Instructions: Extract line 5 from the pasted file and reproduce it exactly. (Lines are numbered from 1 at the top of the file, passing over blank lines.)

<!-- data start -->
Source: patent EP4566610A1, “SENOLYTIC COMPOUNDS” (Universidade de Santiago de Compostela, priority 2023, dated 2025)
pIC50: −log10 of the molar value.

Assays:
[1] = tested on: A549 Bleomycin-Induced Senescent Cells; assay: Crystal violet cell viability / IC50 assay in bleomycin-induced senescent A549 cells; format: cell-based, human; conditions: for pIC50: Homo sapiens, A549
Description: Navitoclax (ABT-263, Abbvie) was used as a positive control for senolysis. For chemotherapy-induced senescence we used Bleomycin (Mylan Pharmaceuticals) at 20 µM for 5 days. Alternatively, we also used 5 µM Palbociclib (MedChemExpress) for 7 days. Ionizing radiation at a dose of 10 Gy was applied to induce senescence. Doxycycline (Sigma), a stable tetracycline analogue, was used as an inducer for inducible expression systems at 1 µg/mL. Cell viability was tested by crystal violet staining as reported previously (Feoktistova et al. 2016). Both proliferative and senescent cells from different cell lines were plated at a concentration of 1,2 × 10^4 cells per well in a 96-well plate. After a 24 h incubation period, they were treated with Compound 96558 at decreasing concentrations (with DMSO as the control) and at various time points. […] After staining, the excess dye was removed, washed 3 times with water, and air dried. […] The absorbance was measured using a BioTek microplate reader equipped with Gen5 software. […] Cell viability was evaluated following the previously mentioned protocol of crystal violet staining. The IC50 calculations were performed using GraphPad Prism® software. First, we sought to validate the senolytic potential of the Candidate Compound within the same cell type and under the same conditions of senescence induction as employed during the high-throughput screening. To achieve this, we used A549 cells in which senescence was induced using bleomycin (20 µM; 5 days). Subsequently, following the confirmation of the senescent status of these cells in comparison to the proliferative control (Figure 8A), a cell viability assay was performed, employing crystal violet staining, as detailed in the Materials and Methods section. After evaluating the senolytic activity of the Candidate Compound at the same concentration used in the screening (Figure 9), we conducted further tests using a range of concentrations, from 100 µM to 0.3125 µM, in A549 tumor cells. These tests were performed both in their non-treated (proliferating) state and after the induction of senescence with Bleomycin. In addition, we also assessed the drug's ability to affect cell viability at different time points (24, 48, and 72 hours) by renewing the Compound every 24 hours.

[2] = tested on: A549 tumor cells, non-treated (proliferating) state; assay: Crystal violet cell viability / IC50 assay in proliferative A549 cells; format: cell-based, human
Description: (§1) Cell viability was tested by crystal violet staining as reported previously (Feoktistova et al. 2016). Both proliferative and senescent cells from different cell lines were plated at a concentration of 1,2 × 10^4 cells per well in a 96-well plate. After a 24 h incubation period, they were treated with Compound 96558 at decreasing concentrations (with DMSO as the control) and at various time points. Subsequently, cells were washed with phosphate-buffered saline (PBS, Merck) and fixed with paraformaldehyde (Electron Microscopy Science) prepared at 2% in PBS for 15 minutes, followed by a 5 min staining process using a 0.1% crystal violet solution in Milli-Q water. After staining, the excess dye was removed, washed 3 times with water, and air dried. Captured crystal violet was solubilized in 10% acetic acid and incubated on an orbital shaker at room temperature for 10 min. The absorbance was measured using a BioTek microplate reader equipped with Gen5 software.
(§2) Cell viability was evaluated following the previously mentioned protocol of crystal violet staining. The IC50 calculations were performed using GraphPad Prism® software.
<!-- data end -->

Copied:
Description: Navitoclax (ABT-263, Abbvie) was used as a positive control for senolysis. For chemotherapy-induced senescence we used Bleomycin (Mylan Pharmaceuticals) at 20 µM for 5 days. Alternatively, we also used 5 µM Palbociclib (MedChemExpress) for 7 days. Ionizing radiation at a dose of 10 Gy was applied to induce senescence. Doxycycline (Sigma), a stable tetracycline analogue, was used as an inducer for inducible expression systems at 1 µg/mL. Cell viability was tested by crystal violet staining as reported previously (Feoktistova et al. 2016). Both proliferative and senescent cells from different cell lines were plated at a concentration of 1,2 × 10^4 cells per well in a 96-well plate. After a 24 h incubation period, they were treated with Compound 96558 at decreasing concentrations (with DMSO as the control) and at various time points. […] After staining, the excess dye was removed, washed 3 times with water, and air dried. […] The absorbance was measured using a BioTek microplate reader equipped with Gen5 software. […] Cell viability was evaluated following the previously mentioned protocol of crystal violet staining. The IC50 calculations were performed using GraphPad Prism® software. First, we sought to validate the senolytic potential of the Candidate Compound within the same cell type and under the same conditions of senescence induction as employed during the high-throughput screening. To achieve this, we used A549 cells in which senescence was induced using bleomycin (20 µM; 5 days). Subsequently, following the confirmation of the senescent status of these cells in comparison to the proliferative control (Figure 8A), a cell viability assay was performed, employing crystal violet staining, as detailed in the Materials and Methods section. After evaluating the senolytic activity of the Candidate Compound at the same concentration used in the screening (Figure 9), we conducted further tests using a range of concentrations, from 100 µM to 0.3125 µM, in A549 tumor cells. These tests were performed both in their non-treated (proliferating) state and after the induction of senescence with Bleomycin. In addition, we also assessed the drug's ability to affect cell viability at different time points (24, 48, and 72 hours) by renewing the Compound every 24 hours.